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Ch. Kylend’s Bon Vivant - Her current win took place on August 9th In Baldwin, WI. “Violet” is shown finishing her AKC Novice title in Obedience and going High in Trial at The American Water Spaniels National Specialty.

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South Seekonk Gun Club 61 Reed Street, Rehoboth, MA 02769

Giant Meat & Lobster Raffle FRIDAY, OctOBER 25th

Lobsters, Meat, TVs, Clam Boils, 50/50 and much more!!! Food & Drinks Available. Doors Open at 6pm Raffle starts at 7pm

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Violet’s littermate Ch. Kylend’s Bunchy Baker the Third, aka “Bunchy winning his championship at the same show. Bunchy is owned, bred and handled by Avis Prior of Rehoboth.

Considering Adoption? Adoption Options Offers Free Informational Meetings

Adoption Options is holding a free informational session those considering adoption and are interested in hearing about available options. Licensed adoption workers will be available to provide information and answer questions. In Rhode Island, the next meeting is scheduled from 6:00 p.m. to 7:00 p.m. at 959 North Main Street in Providence on October 17, 2013. For more information, please contact Peg Boyle at 401-331-5437 or visit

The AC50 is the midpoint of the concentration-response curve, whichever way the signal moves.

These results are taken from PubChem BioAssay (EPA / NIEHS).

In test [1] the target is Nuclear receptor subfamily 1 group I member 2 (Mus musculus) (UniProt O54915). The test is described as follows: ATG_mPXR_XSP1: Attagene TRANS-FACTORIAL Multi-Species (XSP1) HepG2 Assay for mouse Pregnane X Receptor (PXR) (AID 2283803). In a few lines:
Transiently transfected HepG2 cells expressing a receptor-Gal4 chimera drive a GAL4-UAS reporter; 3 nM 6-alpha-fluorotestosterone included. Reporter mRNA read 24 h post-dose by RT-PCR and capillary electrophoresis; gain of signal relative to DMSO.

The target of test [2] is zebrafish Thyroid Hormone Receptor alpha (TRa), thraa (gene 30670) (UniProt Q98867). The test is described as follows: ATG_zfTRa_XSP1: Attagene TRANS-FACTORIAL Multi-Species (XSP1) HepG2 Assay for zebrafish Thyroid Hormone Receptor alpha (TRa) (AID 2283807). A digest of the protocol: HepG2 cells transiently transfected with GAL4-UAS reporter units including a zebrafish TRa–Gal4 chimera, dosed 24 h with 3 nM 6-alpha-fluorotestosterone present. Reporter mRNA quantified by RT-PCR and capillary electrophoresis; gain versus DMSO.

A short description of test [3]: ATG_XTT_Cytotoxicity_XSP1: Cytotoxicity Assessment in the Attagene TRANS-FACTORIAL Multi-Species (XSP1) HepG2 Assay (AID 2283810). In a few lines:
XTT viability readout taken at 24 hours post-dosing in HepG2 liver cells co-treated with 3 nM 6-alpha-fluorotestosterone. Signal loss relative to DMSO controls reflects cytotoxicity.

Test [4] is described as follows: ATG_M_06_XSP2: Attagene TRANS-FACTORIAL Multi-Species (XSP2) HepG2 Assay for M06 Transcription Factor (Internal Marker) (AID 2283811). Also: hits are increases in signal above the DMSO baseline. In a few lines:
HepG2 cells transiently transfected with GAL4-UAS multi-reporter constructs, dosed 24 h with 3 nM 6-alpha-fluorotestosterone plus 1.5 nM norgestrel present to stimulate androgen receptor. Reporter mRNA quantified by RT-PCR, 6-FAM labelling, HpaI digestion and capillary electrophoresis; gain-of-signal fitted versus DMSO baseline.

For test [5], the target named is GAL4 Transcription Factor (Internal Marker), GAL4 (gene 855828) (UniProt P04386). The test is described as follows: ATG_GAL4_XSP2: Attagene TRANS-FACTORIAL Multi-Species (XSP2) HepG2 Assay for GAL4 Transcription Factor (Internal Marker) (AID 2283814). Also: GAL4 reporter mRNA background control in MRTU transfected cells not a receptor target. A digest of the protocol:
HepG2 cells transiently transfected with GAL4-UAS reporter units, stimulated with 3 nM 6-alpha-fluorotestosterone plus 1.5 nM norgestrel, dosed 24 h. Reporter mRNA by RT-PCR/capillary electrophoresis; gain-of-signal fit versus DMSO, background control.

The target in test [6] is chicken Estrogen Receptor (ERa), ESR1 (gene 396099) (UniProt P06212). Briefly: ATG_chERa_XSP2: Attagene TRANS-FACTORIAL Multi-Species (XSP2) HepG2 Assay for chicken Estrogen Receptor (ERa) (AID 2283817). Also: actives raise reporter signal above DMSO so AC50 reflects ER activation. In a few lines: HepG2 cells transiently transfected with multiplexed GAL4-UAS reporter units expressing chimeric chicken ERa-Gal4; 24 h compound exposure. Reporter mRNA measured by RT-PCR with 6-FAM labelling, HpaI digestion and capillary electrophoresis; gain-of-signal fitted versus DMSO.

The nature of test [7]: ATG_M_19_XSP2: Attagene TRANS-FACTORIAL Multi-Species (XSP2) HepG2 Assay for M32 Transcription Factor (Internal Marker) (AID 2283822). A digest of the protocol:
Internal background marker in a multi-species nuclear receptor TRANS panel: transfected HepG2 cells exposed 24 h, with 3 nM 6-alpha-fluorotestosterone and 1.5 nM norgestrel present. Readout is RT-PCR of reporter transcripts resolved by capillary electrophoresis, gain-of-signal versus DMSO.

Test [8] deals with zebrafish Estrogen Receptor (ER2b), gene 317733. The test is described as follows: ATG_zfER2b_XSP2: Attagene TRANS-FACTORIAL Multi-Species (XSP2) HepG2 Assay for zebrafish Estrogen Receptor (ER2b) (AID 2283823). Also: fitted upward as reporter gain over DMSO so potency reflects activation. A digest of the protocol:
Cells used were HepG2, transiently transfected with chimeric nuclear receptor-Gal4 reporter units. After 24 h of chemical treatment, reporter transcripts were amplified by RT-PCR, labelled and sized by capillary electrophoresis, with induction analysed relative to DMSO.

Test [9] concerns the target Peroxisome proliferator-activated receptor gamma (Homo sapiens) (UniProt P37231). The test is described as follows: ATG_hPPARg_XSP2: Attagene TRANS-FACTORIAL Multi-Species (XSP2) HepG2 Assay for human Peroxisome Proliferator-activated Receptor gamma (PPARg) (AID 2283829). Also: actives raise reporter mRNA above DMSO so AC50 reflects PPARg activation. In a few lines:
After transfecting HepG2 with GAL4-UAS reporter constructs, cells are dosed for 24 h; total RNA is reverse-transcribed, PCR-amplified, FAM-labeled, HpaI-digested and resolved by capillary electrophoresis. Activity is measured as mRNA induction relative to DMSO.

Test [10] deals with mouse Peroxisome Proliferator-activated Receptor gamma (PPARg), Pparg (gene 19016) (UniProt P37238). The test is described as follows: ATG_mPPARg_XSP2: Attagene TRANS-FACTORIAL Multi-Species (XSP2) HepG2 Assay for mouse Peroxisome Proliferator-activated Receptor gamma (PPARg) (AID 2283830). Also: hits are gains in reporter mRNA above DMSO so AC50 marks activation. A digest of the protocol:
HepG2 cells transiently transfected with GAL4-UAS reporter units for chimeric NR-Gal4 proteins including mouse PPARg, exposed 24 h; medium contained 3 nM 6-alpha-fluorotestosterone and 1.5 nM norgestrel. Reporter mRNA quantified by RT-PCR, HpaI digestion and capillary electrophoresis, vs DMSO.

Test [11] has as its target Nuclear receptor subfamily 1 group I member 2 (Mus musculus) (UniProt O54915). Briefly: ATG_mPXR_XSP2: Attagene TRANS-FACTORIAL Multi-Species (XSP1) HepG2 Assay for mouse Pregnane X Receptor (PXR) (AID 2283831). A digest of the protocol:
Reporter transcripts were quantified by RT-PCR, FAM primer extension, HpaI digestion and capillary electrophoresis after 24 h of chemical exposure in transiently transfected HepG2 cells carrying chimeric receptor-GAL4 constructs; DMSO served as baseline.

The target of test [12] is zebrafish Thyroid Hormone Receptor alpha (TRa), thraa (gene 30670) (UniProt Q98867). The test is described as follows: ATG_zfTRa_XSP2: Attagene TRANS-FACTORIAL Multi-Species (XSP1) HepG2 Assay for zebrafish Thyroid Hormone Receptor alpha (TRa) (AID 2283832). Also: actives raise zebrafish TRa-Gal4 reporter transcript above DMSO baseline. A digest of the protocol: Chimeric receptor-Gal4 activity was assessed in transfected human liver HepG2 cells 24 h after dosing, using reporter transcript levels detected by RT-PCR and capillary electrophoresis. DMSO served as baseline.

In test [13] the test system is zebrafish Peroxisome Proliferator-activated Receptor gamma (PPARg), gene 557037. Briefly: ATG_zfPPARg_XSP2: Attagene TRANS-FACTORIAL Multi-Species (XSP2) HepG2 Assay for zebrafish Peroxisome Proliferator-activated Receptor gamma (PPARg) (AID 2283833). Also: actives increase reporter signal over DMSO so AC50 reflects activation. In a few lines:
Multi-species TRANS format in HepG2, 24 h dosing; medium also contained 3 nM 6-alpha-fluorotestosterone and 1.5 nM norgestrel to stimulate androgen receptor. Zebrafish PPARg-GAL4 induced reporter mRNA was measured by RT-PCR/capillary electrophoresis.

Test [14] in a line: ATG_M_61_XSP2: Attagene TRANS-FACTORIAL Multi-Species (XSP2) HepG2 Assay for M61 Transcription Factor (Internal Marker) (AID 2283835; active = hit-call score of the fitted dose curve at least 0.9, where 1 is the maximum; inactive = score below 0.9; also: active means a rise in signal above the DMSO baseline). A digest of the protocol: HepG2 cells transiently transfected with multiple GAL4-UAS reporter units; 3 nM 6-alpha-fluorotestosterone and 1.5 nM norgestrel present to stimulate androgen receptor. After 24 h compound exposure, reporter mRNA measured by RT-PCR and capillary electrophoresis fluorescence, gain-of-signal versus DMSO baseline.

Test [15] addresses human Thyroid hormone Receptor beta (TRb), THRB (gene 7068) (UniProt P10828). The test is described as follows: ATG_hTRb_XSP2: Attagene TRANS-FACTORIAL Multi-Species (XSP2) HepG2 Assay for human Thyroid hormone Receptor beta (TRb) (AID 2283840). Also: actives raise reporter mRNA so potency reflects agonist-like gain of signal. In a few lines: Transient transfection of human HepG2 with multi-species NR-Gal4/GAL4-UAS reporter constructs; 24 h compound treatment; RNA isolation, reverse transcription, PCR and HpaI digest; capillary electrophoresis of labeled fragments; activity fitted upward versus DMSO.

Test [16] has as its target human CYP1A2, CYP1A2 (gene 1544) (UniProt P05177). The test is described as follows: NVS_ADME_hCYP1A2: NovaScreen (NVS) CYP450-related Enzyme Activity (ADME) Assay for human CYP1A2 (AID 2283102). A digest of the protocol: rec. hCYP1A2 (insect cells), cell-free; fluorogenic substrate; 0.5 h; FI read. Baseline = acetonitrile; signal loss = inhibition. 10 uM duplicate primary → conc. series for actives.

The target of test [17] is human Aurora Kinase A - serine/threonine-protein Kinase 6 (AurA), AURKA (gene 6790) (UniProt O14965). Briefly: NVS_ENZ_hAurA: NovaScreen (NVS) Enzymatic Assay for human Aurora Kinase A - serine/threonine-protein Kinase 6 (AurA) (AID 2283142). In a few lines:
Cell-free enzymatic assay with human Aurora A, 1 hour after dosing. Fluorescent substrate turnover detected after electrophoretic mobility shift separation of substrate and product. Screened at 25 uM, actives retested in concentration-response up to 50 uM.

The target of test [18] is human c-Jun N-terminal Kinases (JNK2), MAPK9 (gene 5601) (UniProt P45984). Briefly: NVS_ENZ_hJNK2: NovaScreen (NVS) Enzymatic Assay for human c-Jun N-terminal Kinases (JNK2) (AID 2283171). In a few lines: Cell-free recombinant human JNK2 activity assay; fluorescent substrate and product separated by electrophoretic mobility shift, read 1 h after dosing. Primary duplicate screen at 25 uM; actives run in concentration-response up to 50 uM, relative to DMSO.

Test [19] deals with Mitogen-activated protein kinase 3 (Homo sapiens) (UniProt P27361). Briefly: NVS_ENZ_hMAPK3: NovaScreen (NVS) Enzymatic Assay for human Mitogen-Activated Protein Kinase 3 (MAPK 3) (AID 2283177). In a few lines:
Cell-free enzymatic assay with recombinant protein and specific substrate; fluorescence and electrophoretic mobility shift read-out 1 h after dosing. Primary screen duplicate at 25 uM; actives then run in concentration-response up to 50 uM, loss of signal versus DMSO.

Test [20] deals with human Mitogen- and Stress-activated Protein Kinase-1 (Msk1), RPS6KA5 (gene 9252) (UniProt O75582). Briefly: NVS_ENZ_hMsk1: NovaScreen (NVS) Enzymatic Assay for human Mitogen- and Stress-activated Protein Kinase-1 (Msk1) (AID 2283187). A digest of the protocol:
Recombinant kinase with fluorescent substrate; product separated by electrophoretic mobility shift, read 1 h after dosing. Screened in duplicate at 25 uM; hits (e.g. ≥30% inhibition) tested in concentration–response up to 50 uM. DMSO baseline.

October 2013 The Reporter


Events & Activities Rehoboth Contra Dance October 11th

There will be a Rehoboth contra dance on Friday, October 11, at 8:00 p.m. at Goff Memorial Hall, 124 Bay State Road, Rehoboth, MA 02769. All dances will be taught by caller Linda Leslie. Music will be performed by Riptide, with Alden Robinson, Glen Loper, and Owen Marshall. Beginners welcome. Partners not necessary. $8. For information, call 508-252-6375; http://www.contradancelinks. com/rehoboth.html.

Fall 2013 Rummage Sale at Central Congregational Church

Christian Education Building/Margaret Kay Fellowship Hall 115 Commonwealth Avenue - Attleboro Falls, MA Gently worn Men’s, Women’s and Children’s Clothing, Jackets, Shoes and Accessories

Thursday, October 17th 9 am to 8 pm – NEW EXTENDED HOURS! Friday, October 18th 9 am to 4 pm And Saturday, October 19th 10 am to 1 pm

Bulldog Club of New England Sanctioned Match Show pending AKC aprroval

Sunday, October 27, 2013 Judge: Ms. Mary Jo Stabinski Heckman Judging begins at 12:30 pm Entries taken from 9:15am to 12:30pm Admission: Adults $7; Kids 5-12 $4; under 5 free

At Canine Mastery 102A Pond Street, Seekonk Ma

Halloween Costume Contest & Parade